Jimo Borjigin Xing Sun and Michael M Wang


Circadian rhythms are found in virtually all organisms and are tightly coupled to environmental lighting conditions. These rhythms dictate our daily sleep schedule and hormonal fluctuations (1) and even influence our susceptibility to disease such as heart attacks (2), strokes (3), and seizures (4). One of the best studied circadian rhythms is the activity of the pineal gland, an organ situated deep within the brain. The pineal exhibits dramatic diurnal fluctuations in secretion of the hormone mela-tonin, which is best known for its soporific effects in humans. Melatonin is the only vertebrate hormone that is known to universally link environmental light information to the body's physiological responses, including clock resetting, seasonal reproduction, and sleep (5). To understand the molecular basis of the circadian regulation of the pineal gland, we identified a set of genes expressed exclusively in the nighttime pineal. One of these genes, the pineal night-specific ATPase (PINA) is the focus of this chapter. PINA is a novel splice form of ATP7B and a putative copper transporter, which is active in the pineal only at night. The identification of PINA suggests that dynamic regulation of copper may play an integral role in circadian rhythms, and the study of PINA's functional differences from ATP7B may prove useful in understanding metal-transporting ATPases.


To understand the role of PINA in circadian biology, one must first review the physiology of the pineal gland. In all animals, the only known function of the pineal is the regulated synthesis of melatonin. Melatonin is synthesized from dietary tryptophan by the actions of four enzymes (Fig. 1). Tryptophan hydroxylase (TPH), the rate-limiting enzyme in serotonin synthesis, is responsible for the 5' hydroxylation of tryptophan, yielding 5-hydroxytrytophan (5-HTP). A nonspecific aromatic amino acid decarboxylase (AAADC) converts 5-HTP to 5-hydroxytryptamine (5-HT, serotonin). A pineal/retina-specific enzyme serotonin N-acetyltransferase (NAT) acetylates serotonin to form N-acetylserotonin (NAS). Finally, another pineal/retina-specific enzyme, hydroxyindole-O-methyltransferase (HIOMT), catalyzes the conversion of NAS to melatonin.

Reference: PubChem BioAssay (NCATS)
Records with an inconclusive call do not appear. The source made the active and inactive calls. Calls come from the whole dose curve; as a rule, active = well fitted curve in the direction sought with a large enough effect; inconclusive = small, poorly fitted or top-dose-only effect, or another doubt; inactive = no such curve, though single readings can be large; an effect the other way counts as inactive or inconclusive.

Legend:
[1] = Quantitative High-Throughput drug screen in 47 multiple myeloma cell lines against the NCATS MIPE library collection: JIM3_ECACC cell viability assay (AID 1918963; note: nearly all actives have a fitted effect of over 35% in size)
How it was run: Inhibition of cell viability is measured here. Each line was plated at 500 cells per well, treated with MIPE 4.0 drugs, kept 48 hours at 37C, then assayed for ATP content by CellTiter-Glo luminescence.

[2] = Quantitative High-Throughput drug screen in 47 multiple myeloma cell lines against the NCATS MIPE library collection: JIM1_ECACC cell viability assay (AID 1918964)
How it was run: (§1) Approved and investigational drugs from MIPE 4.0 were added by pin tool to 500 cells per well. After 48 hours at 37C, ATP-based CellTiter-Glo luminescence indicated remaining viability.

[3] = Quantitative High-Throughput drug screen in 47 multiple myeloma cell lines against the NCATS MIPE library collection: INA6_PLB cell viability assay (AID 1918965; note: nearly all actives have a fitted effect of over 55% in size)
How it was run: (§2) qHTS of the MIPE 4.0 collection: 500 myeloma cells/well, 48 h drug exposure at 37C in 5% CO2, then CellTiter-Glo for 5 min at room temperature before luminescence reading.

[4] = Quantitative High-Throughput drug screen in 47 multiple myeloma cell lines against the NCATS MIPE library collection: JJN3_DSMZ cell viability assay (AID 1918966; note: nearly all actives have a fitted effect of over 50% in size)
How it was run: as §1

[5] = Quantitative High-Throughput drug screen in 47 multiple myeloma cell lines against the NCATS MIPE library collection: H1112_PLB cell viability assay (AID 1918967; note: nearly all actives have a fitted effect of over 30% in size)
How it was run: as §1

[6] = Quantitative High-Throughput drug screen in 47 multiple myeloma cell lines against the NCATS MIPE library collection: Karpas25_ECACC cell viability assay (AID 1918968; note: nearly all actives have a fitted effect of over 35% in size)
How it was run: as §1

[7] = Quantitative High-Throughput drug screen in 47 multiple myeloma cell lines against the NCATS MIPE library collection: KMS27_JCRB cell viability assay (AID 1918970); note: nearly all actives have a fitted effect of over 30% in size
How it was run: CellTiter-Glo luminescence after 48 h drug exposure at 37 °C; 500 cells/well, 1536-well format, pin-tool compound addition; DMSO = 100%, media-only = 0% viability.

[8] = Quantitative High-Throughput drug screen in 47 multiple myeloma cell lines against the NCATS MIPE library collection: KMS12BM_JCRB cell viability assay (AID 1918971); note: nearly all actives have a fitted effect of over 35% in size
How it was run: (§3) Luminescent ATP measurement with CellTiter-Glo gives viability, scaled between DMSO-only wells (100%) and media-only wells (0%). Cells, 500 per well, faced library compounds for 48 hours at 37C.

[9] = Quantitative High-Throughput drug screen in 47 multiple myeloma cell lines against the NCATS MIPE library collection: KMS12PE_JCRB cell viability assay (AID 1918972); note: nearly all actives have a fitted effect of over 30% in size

Melatonin synthesis is ultimately controlled by the suprachiasmatic nucleus (SCN) of the brain, which uses a biological clock and lighting information to rhythmically control neural pathways. One

COOH —n—CH2—CH—NH2 t tryptophan tryptophan hydroxylase (TPH)

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